The Numbers Lesson. This is where the numbers come in. 87 percent gasoline has 87% octane and 13% hectane. 93 percent has 93% octane and only 7% hectane. The higher octane fuel can stand more pressure before it knocks. Engines are designed for fuel not to combust spontaneously. Rather, fuel should burn through controlled combustion, and each engine is designed with a minimum octane rating. Higher performance and luxury vehicles often need a higher octane gasoline.
Am I going to need this lesson in real life? Yes. If your car needs a higher octane gas to operate correctly, you’ll have a notice inside your car’s manual, and inside the fuel door. This will tell the actual minimum number that you need to choose. Some cars require premium gas, and others only recommend it. If you only have a recommendation, you can usually use regular gas, but you may see a decrease in performance and gas mileage.
So here’s your homework. Find out what grade of gasoline your vehicle needs. Check out the owner’s manual – or ask one of the mechanics at Norris Automotive. Whether you need 87% or 94%, we can promise you that you’ll get a 100% accurate answer when you ask us. And – asking us is the smart thing to do!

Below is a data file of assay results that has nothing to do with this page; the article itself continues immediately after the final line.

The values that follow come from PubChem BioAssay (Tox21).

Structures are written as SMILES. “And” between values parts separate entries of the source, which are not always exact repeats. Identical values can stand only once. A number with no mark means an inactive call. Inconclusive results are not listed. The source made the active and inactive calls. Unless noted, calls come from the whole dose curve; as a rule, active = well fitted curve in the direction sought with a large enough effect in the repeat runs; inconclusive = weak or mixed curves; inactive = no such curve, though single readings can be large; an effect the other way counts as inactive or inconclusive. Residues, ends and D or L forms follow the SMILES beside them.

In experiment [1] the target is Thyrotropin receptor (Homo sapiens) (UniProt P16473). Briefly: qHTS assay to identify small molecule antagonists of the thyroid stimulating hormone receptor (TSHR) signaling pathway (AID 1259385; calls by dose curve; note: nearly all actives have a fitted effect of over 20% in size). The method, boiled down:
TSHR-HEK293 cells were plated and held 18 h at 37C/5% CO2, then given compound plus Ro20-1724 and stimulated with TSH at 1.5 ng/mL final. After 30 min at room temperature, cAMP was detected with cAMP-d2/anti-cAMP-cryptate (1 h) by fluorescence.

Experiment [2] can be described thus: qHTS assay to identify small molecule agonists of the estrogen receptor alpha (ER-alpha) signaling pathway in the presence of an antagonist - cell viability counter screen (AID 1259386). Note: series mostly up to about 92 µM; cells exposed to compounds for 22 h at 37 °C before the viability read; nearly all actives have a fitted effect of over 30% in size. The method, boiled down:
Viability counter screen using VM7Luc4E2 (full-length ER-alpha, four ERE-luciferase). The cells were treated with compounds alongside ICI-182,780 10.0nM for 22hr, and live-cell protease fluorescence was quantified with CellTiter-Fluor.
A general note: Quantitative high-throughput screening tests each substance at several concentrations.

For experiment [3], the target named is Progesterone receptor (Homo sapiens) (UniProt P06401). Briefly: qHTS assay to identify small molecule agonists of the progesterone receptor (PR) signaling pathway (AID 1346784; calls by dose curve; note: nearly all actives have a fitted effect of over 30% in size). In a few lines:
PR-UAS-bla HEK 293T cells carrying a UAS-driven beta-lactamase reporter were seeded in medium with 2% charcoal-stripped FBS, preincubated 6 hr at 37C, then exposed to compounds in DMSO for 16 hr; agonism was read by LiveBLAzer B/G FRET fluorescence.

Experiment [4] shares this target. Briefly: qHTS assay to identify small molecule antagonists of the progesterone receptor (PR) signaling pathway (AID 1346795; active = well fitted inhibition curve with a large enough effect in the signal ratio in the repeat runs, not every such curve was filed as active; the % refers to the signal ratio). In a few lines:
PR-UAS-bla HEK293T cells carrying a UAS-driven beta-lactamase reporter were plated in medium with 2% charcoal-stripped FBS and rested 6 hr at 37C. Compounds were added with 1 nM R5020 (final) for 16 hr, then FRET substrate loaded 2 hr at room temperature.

When you push the brake pedal on your vehicle, it stops. That’s all most drivers know about the braking system in your car. But just how do the brakes work? The short answer is, your brake pads squeeze your wheels and make them stop, just like the brakes on your banana bike.
Your brake pads are the most important component in your braking system. Worn or damaged brake pads can cause major damage to other parts, leading to very expensive repairs. Here’s breakdown on how to keep them in tip top stopping condition.
Inspect them every 5 months or 5000 miles. Make sure you haven’t driven in an hour so that you’ll know your brakes are cool. Look through the holes in your wheel (you might need a flashlight), and note the thickness of the brake pad. If they look like they are less than 1/4″, you probably need to have them replaced. Some brake pads have a helpful indicator slot down the middle of the brake pad. When it gets hard to see, it’s time for those pads to be replaced.